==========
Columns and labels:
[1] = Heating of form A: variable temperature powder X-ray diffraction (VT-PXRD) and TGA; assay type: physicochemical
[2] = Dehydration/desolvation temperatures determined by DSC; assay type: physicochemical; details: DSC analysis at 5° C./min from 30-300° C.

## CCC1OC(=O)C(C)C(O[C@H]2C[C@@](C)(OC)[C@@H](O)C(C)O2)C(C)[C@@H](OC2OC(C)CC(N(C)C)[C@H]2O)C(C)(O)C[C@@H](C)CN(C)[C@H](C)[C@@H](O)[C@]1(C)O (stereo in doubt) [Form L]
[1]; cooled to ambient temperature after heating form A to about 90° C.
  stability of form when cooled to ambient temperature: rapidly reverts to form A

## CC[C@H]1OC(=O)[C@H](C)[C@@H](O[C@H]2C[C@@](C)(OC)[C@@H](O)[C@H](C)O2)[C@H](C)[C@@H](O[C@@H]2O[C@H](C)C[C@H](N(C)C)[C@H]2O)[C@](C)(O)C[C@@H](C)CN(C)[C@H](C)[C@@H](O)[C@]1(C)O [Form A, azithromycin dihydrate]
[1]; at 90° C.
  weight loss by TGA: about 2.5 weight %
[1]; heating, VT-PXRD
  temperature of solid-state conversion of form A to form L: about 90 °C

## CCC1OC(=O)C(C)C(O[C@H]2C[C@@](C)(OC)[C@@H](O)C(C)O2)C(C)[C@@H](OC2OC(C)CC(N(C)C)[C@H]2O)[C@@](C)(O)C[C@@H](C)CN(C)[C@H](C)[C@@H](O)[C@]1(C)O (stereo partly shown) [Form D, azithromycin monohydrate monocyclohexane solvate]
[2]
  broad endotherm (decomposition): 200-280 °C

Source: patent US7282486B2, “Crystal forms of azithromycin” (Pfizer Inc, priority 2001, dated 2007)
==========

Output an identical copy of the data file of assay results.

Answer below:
Columns and labels:
[1] = Heating of form A: variable temperature powder X-ray diffraction (VT-PXRD) and TGA; assay type: physicochemical
[2] = Dehydration/desolvation temperatures determined by DSC; assay type: physicochemical; details: DSC analysis at 5° C./min from 30-300° C.

## CCC1OC(=O)C(C)C(O[C@H]2C[C@@](C)(OC)[C@@H](O)C(C)O2)C(C)[C@@H](OC2OC(C)CC(N(C)C)[C@H]2O)C(C)(O)C[C@@H](C)CN(C)[C@H](C)[C@@H](O)[C@]1(C)O (stereo in doubt) [Form L]
[1]; cooled to ambient temperature after heating form A to about 90° C.
  stability of form when cooled to ambient temperature: rapidly reverts to form A

## CC[C@H]1OC(=O)[C@H](C)[C@@H](O[C@H]2C[C@@](C)(OC)[C@@H](O)[C@H](C)O2)[C@H](C)[C@@H](O[C@@H]2O[C@H](C)C[C@H](N(C)C)[C@H]2O)[C@](C)(O)C[C@@H](C)CN(C)[C@H](C)[C@@H](O)[C@]1(C)O [Form A, azithromycin dihydrate]
[1]; at 90° C.
  weight loss by TGA: about 2.5 weight %
[1]; heating, VT-PXRD
  temperature of solid-state conversion of form A to form L: about 90 °C

## CCC1OC(=O)C(C)C(O[C@H]2C[C@@](C)(OC)[C@@H](O)C(C)O2)C(C)[C@@H](OC2OC(C)CC(N(C)C)[C@H]2O)[C@@](C)(O)C[C@@H](C)CN(C)[C@H](C)[C@@H](O)[C@]1(C)O (stereo partly shown) [Form D, azithromycin monohydrate monocyclohexane solvate]
[2]
  broad endotherm (decomposition): 200-280 °C

Source: patent US7282486B2, “Crystal forms of azithromycin” (Pfizer Inc, priority 2001, dated 2007)